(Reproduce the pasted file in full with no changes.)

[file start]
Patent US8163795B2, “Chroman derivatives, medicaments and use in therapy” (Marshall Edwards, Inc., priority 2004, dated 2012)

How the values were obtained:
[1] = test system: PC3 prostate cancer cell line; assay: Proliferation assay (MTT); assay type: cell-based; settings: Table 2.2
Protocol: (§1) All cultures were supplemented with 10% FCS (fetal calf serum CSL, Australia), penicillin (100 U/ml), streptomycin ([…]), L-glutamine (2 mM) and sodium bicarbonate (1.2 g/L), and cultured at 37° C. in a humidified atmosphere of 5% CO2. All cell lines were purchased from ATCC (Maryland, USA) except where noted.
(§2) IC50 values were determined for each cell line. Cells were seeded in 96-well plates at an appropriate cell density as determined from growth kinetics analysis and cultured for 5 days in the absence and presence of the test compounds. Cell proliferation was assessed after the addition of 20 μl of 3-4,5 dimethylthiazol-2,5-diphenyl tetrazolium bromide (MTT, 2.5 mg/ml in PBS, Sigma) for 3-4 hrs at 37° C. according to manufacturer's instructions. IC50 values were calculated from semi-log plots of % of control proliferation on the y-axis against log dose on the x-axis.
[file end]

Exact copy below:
Patent US8163795B2, “Chroman derivatives, medicaments and use in therapy” (Marshall Edwards, Inc., priority 2004, dated 2012)

How the values were obtained:
[1] = test system: PC3 prostate cancer cell line; assay: Proliferation assay (MTT); assay type: cell-based; settings: Table 2.2
Protocol: (§1) All cultures were supplemented with 10% FCS (fetal calf serum CSL, Australia), penicillin (100 U/ml), streptomycin ([…]), L-glutamine (2 mM) and sodium bicarbonate (1.2 g/L), and cultured at 37° C. in a humidified atmosphere of 5% CO2. All cell lines were purchased from ATCC (Maryland, USA) except where noted.
(§2) IC50 values were determined for each cell line. Cells were seeded in 96-well plates at an appropriate cell density as determined from growth kinetics analysis and cultured for 5 days in the absence and presence of the test compounds. Cell proliferation was assessed after the addition of 20 μl of 3-4,5 dimethylthiazol-2,5-diphenyl tetrazolium bromide (MTT, 2.5 mg/ml in PBS, Sigma) for 3-4 hrs at 37° C. according to manufacturer's instructions. IC50 values were calculated from semi-log plots of % of control proliferation on the y-axis against log dose on the x-axis.